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Artist spotlight yona wanjala madibo

Introduction:

My name is Yona Wanjala Mudibo, I was born and bred in Mombasa, Tiwi currently living in Bamburi. Upcountry in Busia but I’ve been here all my life.

When did you first get into art?

I started getting into art when I was growing up. My dad used to sketch animal figures then I would try to copy them (He was my first inspiration, as he’s a pretty good artist himself) I soon started competing with my peers and that gave me more motivation to improve on my drawing. Eventually, in 2014 I started doing it professionally I painted various pieces then deliver them to galleries that paid on commission.

What does your work aim to say?

I consider myself an activist who uses art to express his message. And as an activist, I talk about various issues including, environmental protection & responsibility, good governance, integrity, justice, peace, and African heritage. These are things I believe will bring lots of empowerment and development to our society. Recently, I was involved in a project with other artists campaigning against plastic pollution in our oceans. Something that people take for granted, but if not talked about, could be the end of so much that is dear to us as humans.

Who are your biggest influences?

My art is influenced by various people around me and those that I listen to. Conversations I have with my family and friends, the music, and podcasts. By and large, our society influences me a lot.

What inspires you?

Wangari mathai string art

I am inspired by a dream. I dream of a future with a clean environment, a peaceful people, a just system, and a benevolent government. I hope my art will be part of the movement to that dream.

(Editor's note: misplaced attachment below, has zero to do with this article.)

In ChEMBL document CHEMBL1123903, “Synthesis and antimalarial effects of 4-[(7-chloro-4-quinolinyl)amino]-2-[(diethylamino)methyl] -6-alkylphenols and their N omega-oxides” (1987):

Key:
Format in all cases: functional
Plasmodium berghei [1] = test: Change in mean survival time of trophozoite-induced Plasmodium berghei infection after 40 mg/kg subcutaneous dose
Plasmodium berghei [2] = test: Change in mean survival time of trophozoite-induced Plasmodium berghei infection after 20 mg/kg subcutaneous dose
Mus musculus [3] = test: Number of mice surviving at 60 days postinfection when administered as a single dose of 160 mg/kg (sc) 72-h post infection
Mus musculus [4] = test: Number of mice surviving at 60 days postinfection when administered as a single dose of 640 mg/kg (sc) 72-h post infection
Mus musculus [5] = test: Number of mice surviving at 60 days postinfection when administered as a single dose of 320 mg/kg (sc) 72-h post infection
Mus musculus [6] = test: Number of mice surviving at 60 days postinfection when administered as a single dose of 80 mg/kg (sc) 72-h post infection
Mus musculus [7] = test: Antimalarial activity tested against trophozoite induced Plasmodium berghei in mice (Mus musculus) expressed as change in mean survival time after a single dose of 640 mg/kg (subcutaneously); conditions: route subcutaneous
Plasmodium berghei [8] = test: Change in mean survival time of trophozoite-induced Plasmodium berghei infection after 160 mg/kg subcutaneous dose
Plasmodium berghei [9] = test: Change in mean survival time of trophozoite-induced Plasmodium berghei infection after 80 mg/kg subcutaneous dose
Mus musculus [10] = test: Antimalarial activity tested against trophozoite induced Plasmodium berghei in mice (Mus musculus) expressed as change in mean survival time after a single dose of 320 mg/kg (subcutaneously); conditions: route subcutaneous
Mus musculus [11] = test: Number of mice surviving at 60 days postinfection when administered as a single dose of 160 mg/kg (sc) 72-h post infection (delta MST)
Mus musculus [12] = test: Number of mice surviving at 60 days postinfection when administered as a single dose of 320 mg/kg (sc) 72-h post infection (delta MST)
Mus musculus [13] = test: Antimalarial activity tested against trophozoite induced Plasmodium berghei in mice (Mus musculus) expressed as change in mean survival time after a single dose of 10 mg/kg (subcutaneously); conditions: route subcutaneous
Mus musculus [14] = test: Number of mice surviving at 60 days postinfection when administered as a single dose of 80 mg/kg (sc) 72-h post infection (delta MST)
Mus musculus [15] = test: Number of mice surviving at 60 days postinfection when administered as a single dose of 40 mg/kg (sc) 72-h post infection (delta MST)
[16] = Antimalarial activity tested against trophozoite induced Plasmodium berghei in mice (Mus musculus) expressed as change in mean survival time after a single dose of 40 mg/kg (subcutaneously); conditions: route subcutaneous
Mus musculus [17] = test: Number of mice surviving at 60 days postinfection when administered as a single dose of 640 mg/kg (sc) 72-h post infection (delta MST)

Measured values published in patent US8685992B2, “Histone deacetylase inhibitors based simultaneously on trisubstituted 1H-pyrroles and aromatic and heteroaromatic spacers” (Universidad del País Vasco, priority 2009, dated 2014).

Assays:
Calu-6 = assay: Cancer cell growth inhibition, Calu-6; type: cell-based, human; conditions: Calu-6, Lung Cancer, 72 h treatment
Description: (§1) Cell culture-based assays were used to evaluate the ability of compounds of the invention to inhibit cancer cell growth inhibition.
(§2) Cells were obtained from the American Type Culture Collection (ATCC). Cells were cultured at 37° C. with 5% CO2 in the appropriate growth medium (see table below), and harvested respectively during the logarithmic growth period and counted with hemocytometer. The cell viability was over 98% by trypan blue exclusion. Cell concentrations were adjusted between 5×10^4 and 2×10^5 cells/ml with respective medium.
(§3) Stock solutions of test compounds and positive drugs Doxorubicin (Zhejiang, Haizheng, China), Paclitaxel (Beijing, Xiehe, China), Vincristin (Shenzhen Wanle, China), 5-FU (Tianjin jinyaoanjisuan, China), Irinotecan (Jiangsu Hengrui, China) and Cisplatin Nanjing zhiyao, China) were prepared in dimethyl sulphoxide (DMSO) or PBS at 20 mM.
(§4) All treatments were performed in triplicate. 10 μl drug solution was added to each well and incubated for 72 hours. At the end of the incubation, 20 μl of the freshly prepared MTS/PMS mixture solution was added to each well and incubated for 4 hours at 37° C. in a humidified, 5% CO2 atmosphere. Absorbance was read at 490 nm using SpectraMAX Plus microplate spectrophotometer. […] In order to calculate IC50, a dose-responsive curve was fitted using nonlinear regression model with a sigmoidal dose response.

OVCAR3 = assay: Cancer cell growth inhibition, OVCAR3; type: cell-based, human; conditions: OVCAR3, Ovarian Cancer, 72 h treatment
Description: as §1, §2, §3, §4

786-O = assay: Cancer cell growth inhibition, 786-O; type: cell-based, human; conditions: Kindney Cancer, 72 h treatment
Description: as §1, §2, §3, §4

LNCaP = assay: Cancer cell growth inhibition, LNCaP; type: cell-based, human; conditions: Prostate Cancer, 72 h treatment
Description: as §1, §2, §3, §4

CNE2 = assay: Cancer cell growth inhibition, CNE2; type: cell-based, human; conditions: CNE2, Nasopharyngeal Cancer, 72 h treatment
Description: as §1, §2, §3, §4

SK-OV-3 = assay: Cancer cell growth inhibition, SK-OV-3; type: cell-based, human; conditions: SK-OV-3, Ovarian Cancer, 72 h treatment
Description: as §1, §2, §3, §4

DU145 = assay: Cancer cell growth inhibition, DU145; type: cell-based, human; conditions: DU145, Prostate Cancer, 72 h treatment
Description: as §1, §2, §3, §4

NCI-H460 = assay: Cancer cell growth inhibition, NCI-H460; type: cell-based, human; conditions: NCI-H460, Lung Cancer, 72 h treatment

What’s your favourite artwork?

I have a couple of really great artworks in my portfolio, picking one is honestly a tough ask because I work in different media. But if I was to single out one, I would say the mural at MacKinnon market in Marikiti, Mombasa. That’s because I got to work on a monument that is older than Kenya itself (and in my hometown nonetheless).
There are also several string art pieces of Fela Kuti, Wangari Maathai, Nina Simone among others. Doing them was tasking but very fulfilling in the end.

HOW DO YOU WORK? WHEN DO YOU FEEL MOST CREATIVE?

I have no specific time for working, I work whenever I feel inspired sometimes it can be late at night early morning waking hours but in the daytime, you can find me at studio Bela Beal in Bamburi a creative studio/space for various artists I feel most creative when listening to music, it just feels like it’s flowing.

What genre of music do you listen to when working?

I listen to a wide range of music. It depends on the mood I am in. Sometimes it’s Hip-hop from the likes of Hopsin, Kendrick Lamar, NF, J Cole, or Chris Muga, other times its jazz from Fela Kuti, Nina Simone, or reggae, indie rock. But most of the time, Fela Kuti puts me in the groove.

When do you know that you have finished a piece?

Honestly, it’s hard to tell when one is done with a piece of art. For me, I only stop when I feel that there is nothing more that needs to be added to get the audience to see what I want to say.

What is your most embarrassing moment in art?

Hah! I honestly haven’t had much of those, and I don’t know if this counts as one, but I went to a talent show event, and every competitor was doing every other talent apart from visual art. I had to wait in line wondering if I had read the poster right. When it was my turn to present my craft, I stood at the podium with over a hundred people looking on and started talking about my paintings. I was the only visual artist there. And there was no visual art category. The end of the story was good though. I got to sell one of my pieces.

What advice would you give to an artist just starting?

To be versatile. 

Making it in life is hard. Making it as an artist is much harder because you are going against the system. So, to make it, an artist needs lots of patience, persistence, and a willingness to learn. 

Contact Yona

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